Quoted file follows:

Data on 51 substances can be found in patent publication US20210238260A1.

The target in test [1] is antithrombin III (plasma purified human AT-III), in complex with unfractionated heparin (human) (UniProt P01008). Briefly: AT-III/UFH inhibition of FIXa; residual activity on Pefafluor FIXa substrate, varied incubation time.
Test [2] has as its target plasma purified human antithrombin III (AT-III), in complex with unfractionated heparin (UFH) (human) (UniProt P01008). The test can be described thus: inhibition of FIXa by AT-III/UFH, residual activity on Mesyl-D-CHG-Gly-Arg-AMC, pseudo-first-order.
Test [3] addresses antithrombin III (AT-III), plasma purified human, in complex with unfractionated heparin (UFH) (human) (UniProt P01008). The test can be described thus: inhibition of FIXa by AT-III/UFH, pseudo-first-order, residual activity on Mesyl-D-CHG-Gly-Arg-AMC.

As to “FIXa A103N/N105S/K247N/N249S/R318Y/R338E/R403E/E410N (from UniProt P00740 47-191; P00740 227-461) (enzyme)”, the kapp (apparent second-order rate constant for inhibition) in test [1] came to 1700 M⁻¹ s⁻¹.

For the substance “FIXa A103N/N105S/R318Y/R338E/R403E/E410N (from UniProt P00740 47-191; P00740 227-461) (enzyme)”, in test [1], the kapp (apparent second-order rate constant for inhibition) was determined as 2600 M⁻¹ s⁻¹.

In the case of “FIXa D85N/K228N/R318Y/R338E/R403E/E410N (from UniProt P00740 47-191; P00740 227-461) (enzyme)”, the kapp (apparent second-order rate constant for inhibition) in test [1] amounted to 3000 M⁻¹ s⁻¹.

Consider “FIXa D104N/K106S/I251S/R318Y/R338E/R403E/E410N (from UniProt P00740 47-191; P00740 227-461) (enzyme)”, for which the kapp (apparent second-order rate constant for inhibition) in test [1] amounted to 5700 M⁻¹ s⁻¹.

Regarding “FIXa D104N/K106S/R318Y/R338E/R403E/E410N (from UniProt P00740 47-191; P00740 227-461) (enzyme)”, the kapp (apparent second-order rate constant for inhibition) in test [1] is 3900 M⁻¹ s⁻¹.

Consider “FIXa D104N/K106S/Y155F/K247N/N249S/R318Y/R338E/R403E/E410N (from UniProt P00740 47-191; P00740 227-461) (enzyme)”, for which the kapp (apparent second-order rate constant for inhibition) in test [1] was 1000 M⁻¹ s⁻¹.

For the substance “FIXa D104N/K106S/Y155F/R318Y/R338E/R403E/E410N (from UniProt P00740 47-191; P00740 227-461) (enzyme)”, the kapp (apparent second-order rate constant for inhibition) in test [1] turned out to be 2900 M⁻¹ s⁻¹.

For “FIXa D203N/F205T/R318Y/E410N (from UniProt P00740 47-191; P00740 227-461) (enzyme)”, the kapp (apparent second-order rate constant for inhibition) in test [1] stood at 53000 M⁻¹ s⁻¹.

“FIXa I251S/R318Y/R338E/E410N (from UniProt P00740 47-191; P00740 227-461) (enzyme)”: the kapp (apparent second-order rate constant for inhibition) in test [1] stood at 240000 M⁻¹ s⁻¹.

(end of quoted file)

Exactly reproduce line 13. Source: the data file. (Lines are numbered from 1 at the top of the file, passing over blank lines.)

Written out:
“FIXa I251S/R318Y/R338E/E410N (from UniProt P00740 47-191; P00740 227-461) (enzyme)”: the kapp (apparent second-order rate constant for inhibition) in test [1] stood at 240000 M⁻¹ s⁻¹.